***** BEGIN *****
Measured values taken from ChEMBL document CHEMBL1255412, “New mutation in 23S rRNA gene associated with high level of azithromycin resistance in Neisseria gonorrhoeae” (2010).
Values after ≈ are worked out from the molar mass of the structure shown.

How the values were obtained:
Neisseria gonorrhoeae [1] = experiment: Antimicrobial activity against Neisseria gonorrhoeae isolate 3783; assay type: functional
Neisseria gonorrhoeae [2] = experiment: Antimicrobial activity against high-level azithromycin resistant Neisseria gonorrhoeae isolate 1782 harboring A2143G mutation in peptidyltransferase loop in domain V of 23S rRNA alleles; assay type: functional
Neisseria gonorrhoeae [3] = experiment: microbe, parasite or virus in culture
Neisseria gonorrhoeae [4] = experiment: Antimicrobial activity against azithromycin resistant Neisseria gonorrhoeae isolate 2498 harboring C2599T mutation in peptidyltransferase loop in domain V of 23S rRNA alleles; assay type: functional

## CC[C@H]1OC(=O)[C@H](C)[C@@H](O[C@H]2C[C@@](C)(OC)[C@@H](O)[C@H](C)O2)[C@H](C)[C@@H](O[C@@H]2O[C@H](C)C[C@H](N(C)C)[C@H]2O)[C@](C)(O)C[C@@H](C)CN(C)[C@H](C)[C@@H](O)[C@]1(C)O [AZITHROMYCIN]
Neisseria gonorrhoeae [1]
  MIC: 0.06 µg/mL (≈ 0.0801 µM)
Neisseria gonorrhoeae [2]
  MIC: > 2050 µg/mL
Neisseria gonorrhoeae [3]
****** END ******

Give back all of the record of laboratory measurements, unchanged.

Measured values taken from ChEMBL document CHEMBL1255412, “New mutation in 23S rRNA gene associated with high level of azithromycin resistance in Neisseria gonorrhoeae” (2010).
Values after ≈ are worked out from the molar mass of the structure shown.

How the values were obtained:
Neisseria gonorrhoeae [1] = experiment: Antimicrobial activity against Neisseria gonorrhoeae isolate 3783; assay type: functional
Neisseria gonorrhoeae [2] = experiment: Antimicrobial activity against high-level azithromycin resistant Neisseria gonorrhoeae isolate 1782 harboring A2143G mutation in peptidyltransferase loop in domain V of 23S rRNA alleles; assay type: functional
Neisseria gonorrhoeae [3] = experiment: microbe, parasite or virus in culture
Neisseria gonorrhoeae [4] = experiment: Antimicrobial activity against azithromycin resistant Neisseria gonorrhoeae isolate 2498 harboring C2599T mutation in peptidyltransferase loop in domain V of 23S rRNA alleles; assay type: functional

## CC[C@H]1OC(=O)[C@H](C)[C@@H](O[C@H]2C[C@@](C)(OC)[C@@H](O)[C@H](C)O2)[C@H](C)[C@@H](O[C@@H]2O[C@H](C)C[C@H](N(C)C)[C@H]2O)[C@](C)(O)C[C@@H](C)CN(C)[C@H](C)[C@@H](O)[C@]1(C)O [AZITHROMYCIN]
Neisseria gonorrhoeae [1]
  MIC: 0.06 µg/mL (≈ 0.0801 µM)
Neisseria gonorrhoeae [2]
  MIC: > 2050 µg/mL
Neisseria gonorrhoeae [3]